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Michael Gove’s ex-aide lashing out at No 10 shows the powerlessness of having a rogue ally

The Education Secretary’s former special adviser Dominic Cummings has attacked the PM and his circle – a lesson in the peculiar powerlessness of ministers when an ex-aide goes rogue.

Michael Gove. Photo: Getty
Michael Gove's former adviser Dominic Cummings has hit out at Downing Street. Photo: Getty

Michael Gove’s former special adviser, Dominic Cummings, is the latest example of an ex-aide doing what is known in political parlance as “going rogue”. He was the notoriously vigilant and ruthless spad operating in the DfE’s backrooms by the Education Secretary’s side from 2007-14, who is now giving cutting and colourful insights into the government operation. There is a good profile of him on the Conservative Home website, if you want to know more.

His latest attacks are aimed at No 10 itself, commenting in an interview with The Times:

As Bismarck said about Napoleon III, Cameron is a sphinx without a riddle – he bumbles from one shambles to another without the slightest sense of purpose. Everyone is trying to find out the secret of David Cameron but he is exactly what he appears to be. There's no mystery to him. He had a picture of Macmillan on his wall – that's all you need to know.

Cummings was also scathing about the PM’s chief-of-staff, Ed Llewellyn, calling him a “classic third-rate suck-up-kick-down sycophant presiding over a shambolic court”.

He continued: “To get anything done you have to have priorities and there are no priorities. Everyone is discouraged from telling the truth to important people. There's no grip. No focus.”

This isn’t the first time Cummings has lashed out at his former boss’s cabinet peers. He has aimed his compelling brand of eloquent vitriol at Nick Clegg repeatedly in recent times:

He [Clegg] is self-obsessed, sanctimonious and so dishonest he finds the words ‘truth’ and ‘lies’ have ceased to have any objective meaning, and he treats taxpayers’ money with contempt.

He won't do the hard work to get policy right – all he cares about is his image. He is a revolting character. And I say that after spending 15 years in Westminster.

Cummings has also called Clegg’s universal free school meals policy an “absurd gimmick” and claimed that, while he worked for Gove, “We thwarted Clegg as much as we could.”

The BBC reports that a source close to the minister insists he had no idea about the interview before publication, and that he disagrees with Cummings’ comments about No 10.

This scenario of an “ex-aide-gone-rogue” is an interesting conundrum for senior politicians. They are often very close to their aides, particularly government special advisers – who they use to enforce their sway on reluctant Whitehall bods – and share a unique relationship with them that usually trumps cabinet alliances. “You see them more than you see your other half – both of you”, as one former spad describes the relationship to me.

When someone so close to an influential politician’s way of thinking and operating, but who no longer works for them, starts voicing their true opinions, there is little the politician can do to silence them – and dissociate from their remarks. There may also be an extent to which the politician is grateful for someone issuing off-message rejoinders on their behalf. Following Gove’s spat with the Home Secretary over the past few weeks, and being forced to apologise by the PM, he may have been fleetingly comforted by a friendly – and fiery – voice speaking out against No 10.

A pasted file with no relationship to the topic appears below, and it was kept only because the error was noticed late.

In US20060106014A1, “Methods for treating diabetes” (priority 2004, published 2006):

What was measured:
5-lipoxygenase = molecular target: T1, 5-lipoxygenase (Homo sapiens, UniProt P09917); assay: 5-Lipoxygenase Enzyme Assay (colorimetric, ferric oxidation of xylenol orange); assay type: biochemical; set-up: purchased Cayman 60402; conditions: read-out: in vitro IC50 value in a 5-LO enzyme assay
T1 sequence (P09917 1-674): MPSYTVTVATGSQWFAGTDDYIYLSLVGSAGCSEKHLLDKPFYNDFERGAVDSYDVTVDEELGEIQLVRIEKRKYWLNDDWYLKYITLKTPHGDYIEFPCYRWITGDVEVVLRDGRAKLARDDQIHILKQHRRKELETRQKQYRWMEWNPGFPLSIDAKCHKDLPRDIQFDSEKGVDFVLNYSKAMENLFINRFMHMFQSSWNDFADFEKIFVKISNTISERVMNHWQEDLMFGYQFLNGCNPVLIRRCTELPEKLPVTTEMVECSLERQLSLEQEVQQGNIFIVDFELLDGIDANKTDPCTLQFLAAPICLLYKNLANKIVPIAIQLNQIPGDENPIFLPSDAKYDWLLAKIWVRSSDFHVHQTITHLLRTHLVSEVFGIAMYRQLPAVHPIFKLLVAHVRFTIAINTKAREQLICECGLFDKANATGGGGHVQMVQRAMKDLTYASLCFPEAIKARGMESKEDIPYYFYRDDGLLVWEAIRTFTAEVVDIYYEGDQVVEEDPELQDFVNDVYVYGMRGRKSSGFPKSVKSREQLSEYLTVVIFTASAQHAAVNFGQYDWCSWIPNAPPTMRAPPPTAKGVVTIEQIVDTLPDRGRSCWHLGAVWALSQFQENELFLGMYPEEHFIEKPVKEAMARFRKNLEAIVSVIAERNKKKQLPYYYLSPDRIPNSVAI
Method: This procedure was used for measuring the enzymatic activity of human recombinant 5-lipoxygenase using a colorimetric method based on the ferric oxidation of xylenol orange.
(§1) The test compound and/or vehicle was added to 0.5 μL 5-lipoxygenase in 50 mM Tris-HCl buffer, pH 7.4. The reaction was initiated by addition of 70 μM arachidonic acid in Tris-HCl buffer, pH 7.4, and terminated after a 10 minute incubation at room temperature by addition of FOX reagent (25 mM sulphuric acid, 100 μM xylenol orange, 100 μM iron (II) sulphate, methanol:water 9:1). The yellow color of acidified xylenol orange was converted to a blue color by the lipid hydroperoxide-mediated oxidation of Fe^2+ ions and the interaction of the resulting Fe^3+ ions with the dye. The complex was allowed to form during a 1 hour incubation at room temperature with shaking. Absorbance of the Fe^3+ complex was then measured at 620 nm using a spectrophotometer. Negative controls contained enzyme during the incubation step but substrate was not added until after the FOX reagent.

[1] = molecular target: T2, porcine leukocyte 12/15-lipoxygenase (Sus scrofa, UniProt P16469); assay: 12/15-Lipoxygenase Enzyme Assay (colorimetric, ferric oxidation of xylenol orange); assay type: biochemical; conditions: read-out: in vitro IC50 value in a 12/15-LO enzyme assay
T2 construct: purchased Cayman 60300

Also, with the kind of loyalty formed between adviser and politician, there is almost “an inevitability”, as an ex-adviser suggests to me, that they will look out for their former masters beyond the call of duty. Particularly with the kind of individuals hired for these high-power backroom roles. Often articulate, passionate and bright, the silence enforced upon them when they become spads – they can’t publish articles or speak publicly – means they bottle up frustrations and observations until they’re finally allowed an outlet when they leave.

“You employ people who usually have a good way with words, then you tell them to shut up. When they’ve left office, they’ll naturally want to express their opinions,” observes a former aide I speak to.

We’ve seen it before, most recently with Damian McBride, Gordon Brown’s former spad who wrote a book revealing all the dark arts he employed, and weaknesses of his targets, when working at Downing Street. His machinations painted a rather sinister picture of the culture in the top levels of the Labour Party during Brown’s premiership.

Then there are those former aides attacking their one-time bosses, rather than remaining loyal, which can be particularly embarrasing. Take Alex Smith, who was once an adviser to Ed Miliband. He has been frank in critiquing the party, and the “Westminster bubble” in general , since leaving his job. “Ed just doesn’t understand business,” he said in 2011, “he’s not interested in it. He’s too academic.”

But whether they’re being attacked by their own former yes-men, or associated with former staffers’ dirty tricks or damaging comments, it’s an interesting area of powerlessness for ministers (or shadow frontbenchers) that can reveal more about what’s really going in government than what we hear daily from current spokespeople.

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